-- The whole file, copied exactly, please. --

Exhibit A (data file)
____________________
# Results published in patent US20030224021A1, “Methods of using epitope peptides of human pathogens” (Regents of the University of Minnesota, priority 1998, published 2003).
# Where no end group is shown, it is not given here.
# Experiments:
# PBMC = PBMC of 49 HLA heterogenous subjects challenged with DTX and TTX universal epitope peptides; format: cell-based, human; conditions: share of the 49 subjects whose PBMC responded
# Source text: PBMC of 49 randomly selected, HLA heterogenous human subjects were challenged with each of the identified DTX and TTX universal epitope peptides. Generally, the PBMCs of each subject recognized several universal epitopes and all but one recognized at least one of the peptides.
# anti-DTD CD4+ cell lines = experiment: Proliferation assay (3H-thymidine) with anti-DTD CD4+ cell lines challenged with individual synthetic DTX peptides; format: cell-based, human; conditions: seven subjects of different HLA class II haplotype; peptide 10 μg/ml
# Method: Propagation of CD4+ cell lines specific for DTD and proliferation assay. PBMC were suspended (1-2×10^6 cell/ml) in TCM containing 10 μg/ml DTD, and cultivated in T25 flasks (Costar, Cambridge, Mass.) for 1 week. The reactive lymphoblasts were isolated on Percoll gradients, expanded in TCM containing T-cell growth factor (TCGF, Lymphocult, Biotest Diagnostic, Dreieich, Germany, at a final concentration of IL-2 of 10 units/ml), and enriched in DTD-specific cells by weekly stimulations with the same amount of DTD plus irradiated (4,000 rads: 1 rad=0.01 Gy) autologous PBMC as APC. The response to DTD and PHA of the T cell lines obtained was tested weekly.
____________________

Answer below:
# Results published in patent US20030224021A1, “Methods of using epitope peptides of human pathogens” (Regents of the University of Minnesota, priority 1998, published 2003).
# Where no end group is shown, it is not given here.
# Experiments:
# PBMC = PBMC of 49 HLA heterogenous subjects challenged with DTX and TTX universal epitope peptides; format: cell-based, human; conditions: share of the 49 subjects whose PBMC responded
# Source text: PBMC of 49 randomly selected, HLA heterogenous human subjects were challenged with each of the identified DTX and TTX universal epitope peptides. Generally, the PBMCs of each subject recognized several universal epitopes and all but one recognized at least one of the peptides.
# anti-DTD CD4+ cell lines = experiment: Proliferation assay (3H-thymidine) with anti-DTD CD4+ cell lines challenged with individual synthetic DTX peptides; format: cell-based, human; conditions: seven subjects of different HLA class II haplotype; peptide 10 μg/ml
# Method: Propagation of CD4+ cell lines specific for DTD and proliferation assay. PBMC were suspended (1-2×10^6 cell/ml) in TCM containing 10 μg/ml DTD, and cultivated in T25 flasks (Costar, Cambridge, Mass.) for 1 week. The reactive lymphoblasts were isolated on Percoll gradients, expanded in TCM containing T-cell growth factor (TCGF, Lymphocult, Biotest Diagnostic, Dreieich, Germany, at a final concentration of IL-2 of 10 units/ml), and enriched in DTD-specific cells by weekly stimulations with the same amount of DTD plus irradiated (4,000 rads: 1 rad=0.01 Gy) autologous PBMC as APC. The response to DTD and PHA of the T cell lines obtained was tested weekly.